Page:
An introduction to peacemaking in five films

By Peter Riddell

Peter Riddell

Peter Riddell

Peter Riddell, Convenor of IofC UK’s Agenda for Reconciliation programme, has successfully piloted an online course that uses IofC documentaries to equip those who are interested in pursuing peacemaking in their home country.

Over the last few years, I have been using Initiatives of Change (IofC) films to introduce people to IofC UK’s Agenda for Reconciliation programme. IofC has a long tradition of using film, plays, and other artistic productions to help people reassess their lives and priorities. Five particular films seemed to fit together with focuses on outstanding peacemakers in situations of international, religious, ethnic and post-colonial conflict.

The idea of creating educational modules formed, consisting of an introduction, a viewing, and then a group analysis of what the peacemakers said and did, and why. Then finally, time to discern what qualities they displayed that could help us in our own peacemaking. Thus the title, Qualities and Strategies of Peacemakers (QSP).

When many countries entered into lockdown last spring, I realised that the sheer number people with time on their hands was a great opportunity to try something new. So, I introduced the modules online as five 90-minute daily sessions, Monday to Friday. Suddenly, I was interacting with people in far-off places – sometimes in desperate situations – who couldn’t wait to learn more about peacemaking. It was a great gift to have Dr Omnia Marzouk, former President of IofC International, join me as co-facilitator.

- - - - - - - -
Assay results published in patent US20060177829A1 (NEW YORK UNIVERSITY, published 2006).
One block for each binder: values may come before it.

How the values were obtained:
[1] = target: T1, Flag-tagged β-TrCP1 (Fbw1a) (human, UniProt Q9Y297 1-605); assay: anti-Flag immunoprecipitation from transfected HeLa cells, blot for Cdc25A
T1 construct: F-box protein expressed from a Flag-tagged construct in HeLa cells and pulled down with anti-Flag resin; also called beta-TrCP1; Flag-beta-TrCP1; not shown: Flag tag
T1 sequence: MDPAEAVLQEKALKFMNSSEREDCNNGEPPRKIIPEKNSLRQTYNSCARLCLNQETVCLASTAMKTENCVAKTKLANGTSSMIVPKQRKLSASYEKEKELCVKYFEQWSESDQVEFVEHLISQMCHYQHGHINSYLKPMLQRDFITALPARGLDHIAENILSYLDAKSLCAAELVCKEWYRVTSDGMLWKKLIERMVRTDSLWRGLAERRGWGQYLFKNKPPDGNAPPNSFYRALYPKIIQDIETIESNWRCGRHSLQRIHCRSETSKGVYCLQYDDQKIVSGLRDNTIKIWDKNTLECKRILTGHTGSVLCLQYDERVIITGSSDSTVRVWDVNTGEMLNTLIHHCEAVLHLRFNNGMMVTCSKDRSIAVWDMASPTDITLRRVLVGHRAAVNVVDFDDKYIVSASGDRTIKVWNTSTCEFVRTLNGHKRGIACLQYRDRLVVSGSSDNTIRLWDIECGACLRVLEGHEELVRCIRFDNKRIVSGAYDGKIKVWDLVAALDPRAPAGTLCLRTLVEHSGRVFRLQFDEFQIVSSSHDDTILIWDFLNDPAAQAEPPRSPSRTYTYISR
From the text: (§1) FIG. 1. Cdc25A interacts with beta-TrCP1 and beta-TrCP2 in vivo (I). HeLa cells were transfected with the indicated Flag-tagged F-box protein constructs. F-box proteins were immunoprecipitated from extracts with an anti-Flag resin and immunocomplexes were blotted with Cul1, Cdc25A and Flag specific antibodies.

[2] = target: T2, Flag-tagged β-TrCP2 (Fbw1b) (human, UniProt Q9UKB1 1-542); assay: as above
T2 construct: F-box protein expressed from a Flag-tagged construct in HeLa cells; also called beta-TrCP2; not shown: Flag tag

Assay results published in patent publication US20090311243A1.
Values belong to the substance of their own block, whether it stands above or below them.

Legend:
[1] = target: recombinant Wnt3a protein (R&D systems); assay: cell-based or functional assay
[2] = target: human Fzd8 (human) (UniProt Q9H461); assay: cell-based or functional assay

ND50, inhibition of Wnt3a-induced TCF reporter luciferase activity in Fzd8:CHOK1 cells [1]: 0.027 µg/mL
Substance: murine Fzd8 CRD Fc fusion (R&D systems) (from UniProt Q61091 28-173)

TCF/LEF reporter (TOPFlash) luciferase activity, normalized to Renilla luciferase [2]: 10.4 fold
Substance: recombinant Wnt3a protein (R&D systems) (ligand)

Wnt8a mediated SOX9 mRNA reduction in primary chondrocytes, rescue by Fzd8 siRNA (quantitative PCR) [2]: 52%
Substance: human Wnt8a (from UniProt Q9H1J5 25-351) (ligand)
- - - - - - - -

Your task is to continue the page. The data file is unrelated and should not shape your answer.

The effect on people’s lives has been powerful. A Malaysian who found the strength to ask others for forgiveness. A young Lebanese who said she had been ‘on the verge of giving up every hope of a brighter future’ for her country. A Philippino and an Indonesian who began an online Muslim-Christian dialogue, starting with ‘The Imam and the Pastor’ film. Academics at the the International University of Sarajevo who asked to use the material in their courses and requests have been made to have the films subtitled in local languages – already completed in English, Arabic, French and Korean.

It quickly became apparent that the participants in the courses bonded quite deeply and needed follow-up. So, we instituted monthly ‘QSP-live’ online opportunities for alumni to engage with experienced peacemakers such as Imam Muhammad Ashafa and Pastor James Wuye from Nigeria, Rob Corcoran from Hope in the Cities in the USA, and Angela Starovoytova from Ukraine.

Now, after 11 courses, 68 people have completed the whole course, with a total of 117 participating in at least one module, and 428 individual viewings of the films. And this is without counting the over 60 IofC outreach workers in the Asia-Pacific region who completed one of four QSP Training of Facilitators courses.

I can’t end without paying a tribute to the filmmakers, in particular David Channer, Alan Channer and Imad Karam, who have captured the peacemakers’ stories with supreme artistry. It is deeply satisfying to give people the opportunity to discover the riches of these films. It is like giving a precious gift to each one.

 

For further information and application forms for future QSP courses see: 1-5 February at 08.30 GMT, and 1-5 March at 18.00 GMT.

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